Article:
By Michelle Miracle
Ray McAllister, a blind doctoral student, has developed a hymnal for the visually impaired and it is available through Christian Record's online order form or by calling CRS at (402) 488-0981.
The hymnal will be available in floppy format and is compatible with HumanWare software. If you are visually impaired or know someone who is and are interested in ordering this hymnal, free of charge, follow the link listed above.
Ray developed the new method of distribution for the hymnal out of a need he personally felt. Here is the story behind the hymnal in Ray's words:
One of the most meaningful acts of worship during church is singing the hymns, that is, for those who can read the hymnal. Many people, such as the blind, are unable to do this. Some institutions offer worship music in braille, but reading braille books is slow and they are cumbersome. This, then, is the story of how God has enabled me, though totally blind, to praise Him along with sighted worshipers.
For many years I prayed and thought about how the blind could conveniently sing during worship services. I was searching for a method that would make the task almost as easy and effortless as it is for sighted worshipers. Earlier this year I finally had the breakthrough I was looking for.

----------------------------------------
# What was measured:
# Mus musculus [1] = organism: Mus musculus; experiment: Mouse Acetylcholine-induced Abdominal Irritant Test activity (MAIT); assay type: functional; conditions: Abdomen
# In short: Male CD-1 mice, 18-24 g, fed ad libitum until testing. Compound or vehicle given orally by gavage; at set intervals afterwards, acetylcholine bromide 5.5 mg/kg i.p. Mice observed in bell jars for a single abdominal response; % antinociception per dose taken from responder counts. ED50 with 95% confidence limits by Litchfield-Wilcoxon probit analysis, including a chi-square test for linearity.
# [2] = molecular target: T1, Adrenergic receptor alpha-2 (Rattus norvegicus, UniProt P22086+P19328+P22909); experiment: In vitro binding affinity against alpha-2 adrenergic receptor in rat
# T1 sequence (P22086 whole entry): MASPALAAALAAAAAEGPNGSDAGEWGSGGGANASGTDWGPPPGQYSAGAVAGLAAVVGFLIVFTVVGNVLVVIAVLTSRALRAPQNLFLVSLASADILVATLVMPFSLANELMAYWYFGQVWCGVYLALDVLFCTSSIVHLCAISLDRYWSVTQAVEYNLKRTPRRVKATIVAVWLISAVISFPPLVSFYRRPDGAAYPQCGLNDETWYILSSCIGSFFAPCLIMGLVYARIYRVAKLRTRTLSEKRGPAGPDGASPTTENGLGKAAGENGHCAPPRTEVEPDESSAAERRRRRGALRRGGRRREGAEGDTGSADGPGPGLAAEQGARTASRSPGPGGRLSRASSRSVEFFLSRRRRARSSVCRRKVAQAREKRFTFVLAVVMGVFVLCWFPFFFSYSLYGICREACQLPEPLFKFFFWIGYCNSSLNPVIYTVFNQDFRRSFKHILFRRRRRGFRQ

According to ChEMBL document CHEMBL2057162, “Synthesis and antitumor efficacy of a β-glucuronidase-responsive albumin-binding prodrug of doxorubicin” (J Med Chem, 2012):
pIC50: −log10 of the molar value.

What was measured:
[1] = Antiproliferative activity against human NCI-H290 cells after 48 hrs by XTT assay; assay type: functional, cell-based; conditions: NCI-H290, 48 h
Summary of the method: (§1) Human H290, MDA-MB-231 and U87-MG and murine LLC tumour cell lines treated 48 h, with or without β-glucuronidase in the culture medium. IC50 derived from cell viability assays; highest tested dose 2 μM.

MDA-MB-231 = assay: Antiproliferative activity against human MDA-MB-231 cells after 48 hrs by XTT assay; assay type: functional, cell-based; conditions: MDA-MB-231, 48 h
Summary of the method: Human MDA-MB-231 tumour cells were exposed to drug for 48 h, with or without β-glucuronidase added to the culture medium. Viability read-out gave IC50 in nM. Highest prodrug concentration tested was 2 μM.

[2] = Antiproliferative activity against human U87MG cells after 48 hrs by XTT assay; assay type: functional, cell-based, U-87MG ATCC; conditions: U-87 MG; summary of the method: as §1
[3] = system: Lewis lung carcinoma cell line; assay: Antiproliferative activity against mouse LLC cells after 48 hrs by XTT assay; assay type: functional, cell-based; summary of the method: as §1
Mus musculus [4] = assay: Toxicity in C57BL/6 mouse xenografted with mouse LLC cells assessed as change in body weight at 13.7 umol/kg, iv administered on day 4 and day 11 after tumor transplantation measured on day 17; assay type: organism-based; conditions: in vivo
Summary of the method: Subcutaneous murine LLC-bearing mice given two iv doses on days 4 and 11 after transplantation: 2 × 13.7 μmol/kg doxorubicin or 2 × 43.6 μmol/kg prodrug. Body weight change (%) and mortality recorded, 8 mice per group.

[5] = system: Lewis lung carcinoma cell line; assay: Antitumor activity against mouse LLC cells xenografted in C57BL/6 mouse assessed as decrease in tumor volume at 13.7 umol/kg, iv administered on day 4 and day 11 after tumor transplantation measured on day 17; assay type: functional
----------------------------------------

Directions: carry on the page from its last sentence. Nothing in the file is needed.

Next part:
Late one Friday night, I was thinking about the dilemma and it dawned on me, "I have a laptop that will read any printed material that is loaded or typed into it." If I could have the hymns typed into my computer I could take that system to church, and with a good headset I could hear both the words and the accompaniment.
The next step was to do a simple experiment. I pulled out a CD, and while listening to it, transcribed the lyrics. Replaying the song, I was able to sing along by reading line by line on my laptop. At church I had a friend help me change my version of the song to match the hymnal's version. When we began to sing, I found that my experiment worked. I was able to follow along with every line of every verse.
I then purchased a hymnal with only the lyrics and scanned the pages into my computer. After a month of work the entire hymnal was organized in simple blocks of twenty-five hymns. I could reach the first line of any hymn in under ten seconds, which meant that I could find hymns about as quickly as anyone else could.
Now the project is finished and I am enjoying participating in song along with my sighted friends.
The software Ray McAllister described in this story is being distributed by Christian Record Services, free of charge to the visually impaired. To order, call CRS at (402) 488-0981.